• The N.I. 43-101 report notes that there are mined stopes below the limits of estimated blocks on the Main Veta Grande structure. Due to a lack of data, blocks could not be estimated down to these limits at this time. There is certainly potential resource to be determined down to the limits of historic mining and future drill programs should be designed to test these areas. In addition there is an abrupt reduction in grade near the Purisima Level that is explained in part by mapping by Silver Standard which showed that the west part of the Purisima Level is in the vein footwall. Apparently, the entire width of the vein, in this area was not available for sampling. Examination of the Veta Grande vein in the higher levels (Refugio Level) shows that the vein is low grade in the foot wall and higher grade (as indicated by backfilled stopes) in the hanging wall.
  • A NI 43-101 report will be filed on SEDAR with a copy available on the Company’s website.

About Defiance Silver:

Defiance Silver Corp. is a silver explorer and developer advancing the San Acacio Deposit, located in the historic Zacatecas Silver District of central Mexico. Defiance is managed by a team of proven mine developers with a track record of exploring and developing 12 operating mines to date. Our corporate mandate is to expand San Acacio to become one of Mexico’s premier high grade silver deposits. For more information on the property please visit Defiance’s website at

Mr. Bruce Winfield, P.Geo., President of Defiance Silver Corp, is the Qualified Person for information contained in this press release and is a Qualified Person within the meaning of National Instrument 43-101.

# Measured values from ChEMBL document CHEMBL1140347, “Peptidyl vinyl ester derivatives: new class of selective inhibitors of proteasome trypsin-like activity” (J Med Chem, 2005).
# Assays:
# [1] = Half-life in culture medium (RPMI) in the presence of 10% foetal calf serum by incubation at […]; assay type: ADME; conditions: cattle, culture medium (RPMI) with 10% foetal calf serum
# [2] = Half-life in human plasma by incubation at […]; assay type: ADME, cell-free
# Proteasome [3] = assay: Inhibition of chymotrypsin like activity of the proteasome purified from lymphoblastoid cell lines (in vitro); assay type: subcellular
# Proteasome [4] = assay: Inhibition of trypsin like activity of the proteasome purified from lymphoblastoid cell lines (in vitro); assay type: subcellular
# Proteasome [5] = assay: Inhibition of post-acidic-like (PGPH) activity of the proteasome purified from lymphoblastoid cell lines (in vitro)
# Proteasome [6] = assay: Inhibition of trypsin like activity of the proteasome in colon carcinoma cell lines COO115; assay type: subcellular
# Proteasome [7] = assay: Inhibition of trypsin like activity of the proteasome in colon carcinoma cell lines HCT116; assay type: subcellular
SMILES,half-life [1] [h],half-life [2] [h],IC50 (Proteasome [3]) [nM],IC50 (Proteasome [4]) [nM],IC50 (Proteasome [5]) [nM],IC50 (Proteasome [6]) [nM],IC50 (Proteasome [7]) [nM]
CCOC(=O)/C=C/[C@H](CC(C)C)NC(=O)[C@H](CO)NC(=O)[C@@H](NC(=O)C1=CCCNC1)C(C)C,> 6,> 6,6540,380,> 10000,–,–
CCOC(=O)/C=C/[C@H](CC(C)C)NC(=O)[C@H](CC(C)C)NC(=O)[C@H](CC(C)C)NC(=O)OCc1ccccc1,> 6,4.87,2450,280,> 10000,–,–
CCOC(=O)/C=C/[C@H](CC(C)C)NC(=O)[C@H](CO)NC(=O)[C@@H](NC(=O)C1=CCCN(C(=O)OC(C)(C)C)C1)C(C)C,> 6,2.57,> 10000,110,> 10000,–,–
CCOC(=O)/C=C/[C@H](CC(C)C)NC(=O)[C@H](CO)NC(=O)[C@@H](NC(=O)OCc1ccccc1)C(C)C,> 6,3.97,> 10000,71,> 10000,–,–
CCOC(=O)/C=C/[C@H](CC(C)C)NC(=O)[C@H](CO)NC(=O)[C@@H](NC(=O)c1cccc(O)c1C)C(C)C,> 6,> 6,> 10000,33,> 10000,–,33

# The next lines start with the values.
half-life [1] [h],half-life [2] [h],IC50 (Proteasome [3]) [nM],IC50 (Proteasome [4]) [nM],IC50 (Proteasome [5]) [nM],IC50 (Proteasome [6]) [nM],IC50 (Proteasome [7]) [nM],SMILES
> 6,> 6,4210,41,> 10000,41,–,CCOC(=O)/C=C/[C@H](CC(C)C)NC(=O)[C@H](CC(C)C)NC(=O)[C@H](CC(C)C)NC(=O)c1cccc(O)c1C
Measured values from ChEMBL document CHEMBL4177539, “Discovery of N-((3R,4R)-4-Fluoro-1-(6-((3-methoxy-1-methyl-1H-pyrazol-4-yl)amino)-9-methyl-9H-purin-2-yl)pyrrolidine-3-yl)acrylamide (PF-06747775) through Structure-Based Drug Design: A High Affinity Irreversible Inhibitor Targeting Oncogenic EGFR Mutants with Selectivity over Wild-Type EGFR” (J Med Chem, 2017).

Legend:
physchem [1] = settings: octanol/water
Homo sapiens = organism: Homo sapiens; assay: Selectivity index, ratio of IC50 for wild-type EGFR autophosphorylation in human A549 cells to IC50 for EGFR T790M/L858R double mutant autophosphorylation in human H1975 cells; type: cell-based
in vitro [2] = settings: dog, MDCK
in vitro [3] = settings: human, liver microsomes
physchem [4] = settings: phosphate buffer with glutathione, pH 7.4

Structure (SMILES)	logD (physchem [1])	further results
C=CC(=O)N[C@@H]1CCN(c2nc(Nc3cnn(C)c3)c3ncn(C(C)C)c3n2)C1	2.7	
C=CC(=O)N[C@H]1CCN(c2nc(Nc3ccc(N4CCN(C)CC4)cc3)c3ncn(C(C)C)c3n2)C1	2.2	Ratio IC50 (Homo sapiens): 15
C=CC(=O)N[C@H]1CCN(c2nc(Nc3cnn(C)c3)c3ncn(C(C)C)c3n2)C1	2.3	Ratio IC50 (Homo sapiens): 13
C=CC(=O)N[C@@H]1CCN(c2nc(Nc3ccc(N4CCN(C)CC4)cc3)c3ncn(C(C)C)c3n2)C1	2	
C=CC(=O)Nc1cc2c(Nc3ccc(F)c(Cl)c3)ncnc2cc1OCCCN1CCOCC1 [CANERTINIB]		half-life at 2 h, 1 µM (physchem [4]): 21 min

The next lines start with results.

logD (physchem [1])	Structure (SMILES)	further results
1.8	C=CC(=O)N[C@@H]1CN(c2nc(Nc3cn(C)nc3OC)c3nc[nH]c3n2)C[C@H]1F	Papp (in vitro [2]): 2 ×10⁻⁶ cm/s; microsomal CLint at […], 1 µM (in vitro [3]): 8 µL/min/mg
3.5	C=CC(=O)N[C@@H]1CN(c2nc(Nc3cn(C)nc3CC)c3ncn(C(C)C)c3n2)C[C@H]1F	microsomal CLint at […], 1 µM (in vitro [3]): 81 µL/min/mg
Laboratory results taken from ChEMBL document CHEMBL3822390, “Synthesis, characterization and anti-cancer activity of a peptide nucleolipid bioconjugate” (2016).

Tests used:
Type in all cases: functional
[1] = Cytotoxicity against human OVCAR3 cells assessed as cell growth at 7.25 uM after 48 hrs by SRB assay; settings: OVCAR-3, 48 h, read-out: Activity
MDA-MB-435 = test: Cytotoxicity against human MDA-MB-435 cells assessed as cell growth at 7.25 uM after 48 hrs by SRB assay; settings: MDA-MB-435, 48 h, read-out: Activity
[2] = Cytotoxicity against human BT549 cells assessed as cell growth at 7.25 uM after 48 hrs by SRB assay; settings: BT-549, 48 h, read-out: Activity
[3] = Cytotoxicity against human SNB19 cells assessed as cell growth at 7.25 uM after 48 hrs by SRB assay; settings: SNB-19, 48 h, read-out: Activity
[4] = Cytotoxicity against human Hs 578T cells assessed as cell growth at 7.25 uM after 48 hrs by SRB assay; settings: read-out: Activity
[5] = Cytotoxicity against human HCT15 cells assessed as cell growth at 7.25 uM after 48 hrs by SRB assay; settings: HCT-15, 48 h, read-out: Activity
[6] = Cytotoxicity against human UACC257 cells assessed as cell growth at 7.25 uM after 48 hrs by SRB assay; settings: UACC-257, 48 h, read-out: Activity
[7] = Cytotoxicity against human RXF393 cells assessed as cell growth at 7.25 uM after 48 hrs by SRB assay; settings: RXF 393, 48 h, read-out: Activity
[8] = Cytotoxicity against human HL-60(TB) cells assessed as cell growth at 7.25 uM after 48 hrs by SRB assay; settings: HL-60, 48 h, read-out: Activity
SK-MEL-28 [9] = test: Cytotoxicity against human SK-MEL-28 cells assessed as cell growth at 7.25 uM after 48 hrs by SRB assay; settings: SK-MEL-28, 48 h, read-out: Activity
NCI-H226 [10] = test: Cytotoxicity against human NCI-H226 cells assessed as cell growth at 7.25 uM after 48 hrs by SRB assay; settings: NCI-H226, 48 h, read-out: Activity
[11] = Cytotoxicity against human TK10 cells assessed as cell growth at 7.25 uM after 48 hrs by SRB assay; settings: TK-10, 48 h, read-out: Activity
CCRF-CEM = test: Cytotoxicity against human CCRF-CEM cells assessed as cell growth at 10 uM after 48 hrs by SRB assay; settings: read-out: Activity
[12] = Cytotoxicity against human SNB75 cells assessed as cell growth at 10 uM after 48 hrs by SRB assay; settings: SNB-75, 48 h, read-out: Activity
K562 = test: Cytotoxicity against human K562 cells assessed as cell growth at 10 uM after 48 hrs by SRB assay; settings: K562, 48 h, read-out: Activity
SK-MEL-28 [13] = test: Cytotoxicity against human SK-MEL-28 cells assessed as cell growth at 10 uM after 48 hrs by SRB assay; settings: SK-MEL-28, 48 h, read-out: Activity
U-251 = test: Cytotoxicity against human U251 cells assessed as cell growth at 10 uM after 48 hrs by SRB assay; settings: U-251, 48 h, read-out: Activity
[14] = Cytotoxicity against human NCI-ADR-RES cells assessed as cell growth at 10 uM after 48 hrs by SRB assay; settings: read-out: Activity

About Jim Cuttle B.Sc., P.Geo and Gary H Giroux, P.Eng., MASc

Jim Cuttle is a registered member in good standing of The Association of Professional Engineers and Geoscientists of the Province of British Columbia. He is a geologist with over 34 years of experience in the capacity of exploration and consulting geologist. His work has included project generation, mineral property assessment, project management and data compilation for various public and private mineral exploration companies in Canada and Internationally. He specializes in precious and base metal exploration and have experience in different types of epithermal mineralization similar to the San Acacio silver vein.

Gary H. Giroux is a consulting geological engineer and a graduate of the University of British Columbia in 1970 with a B.A. Sc. and in 1984 with a M.A. Sc., both in Geological Engineering. He is a member in good standing of the Association of Professional Engineers and Geoscientists of the Province of British Columbia. He has over 35 years’ experience calculating mineral resources including a wide variety of vein deposits including the nearby Cozamin deposit.

On behalf of Defiance Silver Corp.

“Bruce Winfield”

President and CEO

For additional information please visit the Company’s website at .

1610 - 409 Granville Street
Vancouver, BC V6C 1T2 Tel: 778-729-0333 FAX: 778-734-0333